KAUST Discovery
Computational & Computer Sciences

Sneaky losses solved for resistive memory

A data readout scheme achieves an unprecedented reduction in power consumption for a promising high-performance resistive memory architecture. 

Apr 30, 2016

Resistive memory consists of intersecting nano-scale crossbars, where each intersection acts as a data bit with high or low resistance. When writing or reading bits, current can travel through unintended "sneak" paths, which affects reading accuracy and power consumption.

Resistive memory consists of intersecting nano-scale crossbars, where each intersection acts as a data bit with high or low resistance. When writing or reading bits, current can travel through unintended "sneak" paths, which affects reading accuracy and power consumption.

Reproduced with permission from reference 1© 2016 

Resistive memory holds promise as an alternative memory architecture due to its high data density and high speed. However, even state-of-the-art "memristor" technologies are not sufficiently reliable and consume large amounts of power.

Khaled Salama and colleagues from KAUST have developed a memory reading scheme that negates the "sneaky" parasitic power losses responsible for this high power draw1.

As the memory technologies used in modern computers approach their physical limits, further gains in performance are becoming increasingly difficult to achieve.

“Existing memory technologies such as SRAM and flash memory cannot achieve high speed and high data density at the same time,” explained Salama. “Memristor memories are about to change that, with both high speed and high density as well as lower fabrication cost.”

The memristor’s superiority comes from its simplicity. Essentially, it consists of a mesh of nanoscale interconnected wires called crossbars, where each intersection acts as a data bit by switching the resistance of the intersection high or low. The bits are then written and read by applying a current to the crossbars.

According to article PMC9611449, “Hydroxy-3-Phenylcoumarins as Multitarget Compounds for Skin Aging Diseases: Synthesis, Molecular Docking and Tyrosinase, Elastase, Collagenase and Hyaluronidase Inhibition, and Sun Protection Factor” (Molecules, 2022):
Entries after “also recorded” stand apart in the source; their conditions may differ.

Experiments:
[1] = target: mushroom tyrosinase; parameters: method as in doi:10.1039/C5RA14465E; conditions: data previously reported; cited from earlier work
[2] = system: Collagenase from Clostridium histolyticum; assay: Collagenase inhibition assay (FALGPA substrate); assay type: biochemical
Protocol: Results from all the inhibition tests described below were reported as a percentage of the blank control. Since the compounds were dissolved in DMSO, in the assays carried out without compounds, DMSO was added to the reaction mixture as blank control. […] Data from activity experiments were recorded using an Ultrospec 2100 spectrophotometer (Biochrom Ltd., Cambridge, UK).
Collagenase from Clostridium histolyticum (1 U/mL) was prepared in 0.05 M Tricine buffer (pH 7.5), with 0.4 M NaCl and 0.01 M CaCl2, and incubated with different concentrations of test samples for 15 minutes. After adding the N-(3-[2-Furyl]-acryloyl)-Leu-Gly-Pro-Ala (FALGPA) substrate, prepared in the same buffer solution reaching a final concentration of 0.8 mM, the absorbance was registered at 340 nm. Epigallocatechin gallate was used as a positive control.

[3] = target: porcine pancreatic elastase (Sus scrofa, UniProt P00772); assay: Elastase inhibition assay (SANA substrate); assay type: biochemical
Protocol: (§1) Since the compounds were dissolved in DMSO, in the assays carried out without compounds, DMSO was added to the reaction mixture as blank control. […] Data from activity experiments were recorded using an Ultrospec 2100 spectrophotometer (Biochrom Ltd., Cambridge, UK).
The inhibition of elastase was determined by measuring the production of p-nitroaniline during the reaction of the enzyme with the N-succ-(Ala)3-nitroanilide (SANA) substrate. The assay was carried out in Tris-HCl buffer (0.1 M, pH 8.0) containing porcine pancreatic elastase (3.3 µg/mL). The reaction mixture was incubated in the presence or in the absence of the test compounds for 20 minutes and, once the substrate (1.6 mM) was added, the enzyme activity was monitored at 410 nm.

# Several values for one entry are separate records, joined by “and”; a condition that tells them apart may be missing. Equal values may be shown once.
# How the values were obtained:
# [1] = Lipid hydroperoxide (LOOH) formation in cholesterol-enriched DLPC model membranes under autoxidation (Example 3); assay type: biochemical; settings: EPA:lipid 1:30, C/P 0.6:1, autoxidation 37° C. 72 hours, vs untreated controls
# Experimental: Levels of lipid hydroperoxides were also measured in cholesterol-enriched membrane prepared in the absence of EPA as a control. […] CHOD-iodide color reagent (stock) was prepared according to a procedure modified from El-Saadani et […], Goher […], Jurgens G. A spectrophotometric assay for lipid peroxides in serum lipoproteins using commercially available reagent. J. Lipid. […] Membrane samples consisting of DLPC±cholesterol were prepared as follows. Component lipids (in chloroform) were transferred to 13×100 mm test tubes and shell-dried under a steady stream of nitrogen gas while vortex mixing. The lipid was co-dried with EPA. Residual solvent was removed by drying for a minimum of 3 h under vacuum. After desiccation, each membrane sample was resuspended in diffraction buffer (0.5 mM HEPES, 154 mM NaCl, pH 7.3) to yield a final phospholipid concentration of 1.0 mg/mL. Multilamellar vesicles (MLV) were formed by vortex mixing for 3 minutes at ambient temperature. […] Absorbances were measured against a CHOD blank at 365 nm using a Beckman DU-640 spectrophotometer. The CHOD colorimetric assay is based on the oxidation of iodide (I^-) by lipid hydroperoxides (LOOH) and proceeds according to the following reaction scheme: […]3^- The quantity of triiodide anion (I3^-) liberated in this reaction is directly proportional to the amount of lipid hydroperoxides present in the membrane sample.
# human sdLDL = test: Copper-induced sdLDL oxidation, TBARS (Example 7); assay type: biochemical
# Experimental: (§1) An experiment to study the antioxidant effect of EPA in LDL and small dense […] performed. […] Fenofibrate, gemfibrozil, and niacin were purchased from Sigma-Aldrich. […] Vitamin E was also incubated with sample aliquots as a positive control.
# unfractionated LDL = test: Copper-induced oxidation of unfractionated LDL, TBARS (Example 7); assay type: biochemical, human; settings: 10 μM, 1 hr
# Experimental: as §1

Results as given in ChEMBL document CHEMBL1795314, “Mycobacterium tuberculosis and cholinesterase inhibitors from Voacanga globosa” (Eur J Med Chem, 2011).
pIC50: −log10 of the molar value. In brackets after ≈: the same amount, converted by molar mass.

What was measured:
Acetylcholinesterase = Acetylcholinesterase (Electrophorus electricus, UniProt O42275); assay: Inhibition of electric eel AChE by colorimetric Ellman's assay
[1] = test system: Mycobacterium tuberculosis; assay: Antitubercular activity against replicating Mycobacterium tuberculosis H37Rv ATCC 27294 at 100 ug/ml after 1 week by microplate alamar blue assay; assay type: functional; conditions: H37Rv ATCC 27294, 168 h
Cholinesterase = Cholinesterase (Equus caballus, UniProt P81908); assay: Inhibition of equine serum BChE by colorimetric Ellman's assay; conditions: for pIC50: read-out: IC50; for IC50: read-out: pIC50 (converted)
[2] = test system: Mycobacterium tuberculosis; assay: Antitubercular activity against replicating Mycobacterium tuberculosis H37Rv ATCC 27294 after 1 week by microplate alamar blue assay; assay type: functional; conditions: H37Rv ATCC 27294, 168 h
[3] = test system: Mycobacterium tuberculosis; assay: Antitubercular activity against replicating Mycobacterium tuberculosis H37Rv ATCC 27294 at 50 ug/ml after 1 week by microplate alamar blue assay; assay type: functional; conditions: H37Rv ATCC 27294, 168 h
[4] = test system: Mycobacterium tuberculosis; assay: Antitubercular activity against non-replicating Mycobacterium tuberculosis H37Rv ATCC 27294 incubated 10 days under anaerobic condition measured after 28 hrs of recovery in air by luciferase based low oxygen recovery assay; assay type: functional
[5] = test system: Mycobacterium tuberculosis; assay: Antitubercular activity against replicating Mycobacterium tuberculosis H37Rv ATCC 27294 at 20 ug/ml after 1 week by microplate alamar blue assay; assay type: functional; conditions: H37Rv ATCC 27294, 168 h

“While the simplicity of the structure is its principal advantage for fabrication and performance,” said Salama, “it is also the source of its main problem—that of sneak paths—which cause inaccurate, slow and energy-hungry data access.”

When writing or reading a bit, current should only flow through the desired intersection, but, due to the simple structure, there is nothing in the crossbar to prevent current from "sneaking" through other intersections in the array. The problem is that sneak paths are different for every memory bit and even variable when reading the same bit, meaning that many successive read operations are needed to reliably read each bit. Not only is this slow, but it also results in excessively high power consumption. 

Salama and his colleagues took advantage of the typical patterns of data storage in computer memory to refine how each bit is read. By estimating correlations between sneak paths on adjacent bits, they were able to achieve 100 percent readout accuracy with just a single read operation per bit with a more than ten-fold reduction in power consumption.

“Our new sneak-path-immune readout technique also requires minimal additional hardware to distinguish between memory data values,” said Salama. “This memristor technology is a promising candidate to replace hard disk drives as well as volatile and flash memories, and it is also the perfect candidate for neural bio-inspired computing.”

Reference

  1. Zidan, M.A., Omran, H., Naous, N., Fahmy, H.A.H., et al. Single-readout high-density memristor crossbar. Scientific Reports 6, 18863 (2016). | article